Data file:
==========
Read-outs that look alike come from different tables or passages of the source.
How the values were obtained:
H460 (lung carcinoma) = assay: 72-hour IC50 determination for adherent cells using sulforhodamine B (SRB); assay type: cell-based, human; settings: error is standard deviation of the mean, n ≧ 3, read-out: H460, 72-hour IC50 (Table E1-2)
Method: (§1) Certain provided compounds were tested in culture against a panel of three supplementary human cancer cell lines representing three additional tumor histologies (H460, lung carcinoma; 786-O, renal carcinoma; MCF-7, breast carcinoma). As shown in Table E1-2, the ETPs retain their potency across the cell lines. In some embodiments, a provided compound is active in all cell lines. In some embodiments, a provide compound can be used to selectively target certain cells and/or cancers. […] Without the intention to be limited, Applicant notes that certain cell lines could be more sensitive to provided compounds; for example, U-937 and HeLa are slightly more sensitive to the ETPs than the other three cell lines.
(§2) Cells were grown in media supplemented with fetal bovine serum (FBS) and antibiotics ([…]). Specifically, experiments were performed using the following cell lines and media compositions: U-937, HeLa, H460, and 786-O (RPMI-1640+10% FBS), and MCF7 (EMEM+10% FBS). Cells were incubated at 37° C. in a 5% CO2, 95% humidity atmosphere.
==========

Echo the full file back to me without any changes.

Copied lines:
Read-outs that look alike come from different tables or passages of the source.
How the values were obtained:
H460 (lung carcinoma) = assay: 72-hour IC50 determination for adherent cells using sulforhodamine B (SRB); assay type: cell-based, human; settings: error is standard deviation of the mean, n ≧ 3, read-out: H460, 72-hour IC50 (Table E1-2)
Method: (§1) Certain provided compounds were tested in culture against a panel of three supplementary human cancer cell lines representing three additional tumor histologies (H460, lung carcinoma; 786-O, renal carcinoma; MCF-7, breast carcinoma). As shown in Table E1-2, the ETPs retain their potency across the cell lines. In some embodiments, a provided compound is active in all cell lines. In some embodiments, a provide compound can be used to selectively target certain cells and/or cancers. […] Without the intention to be limited, Applicant notes that certain cell lines could be more sensitive to provided compounds; for example, U-937 and HeLa are slightly more sensitive to the ETPs than the other three cell lines.
(§2) Cells were grown in media supplemented with fetal bovine serum (FBS) and antibiotics ([…]). Specifically, experiments were performed using the following cell lines and media compositions: U-937, HeLa, H460, and 786-O (RPMI-1640+10% FBS), and MCF7 (EMEM+10% FBS). Cells were incubated at 37° C. in a 5% CO2, 95% humidity atmosphere.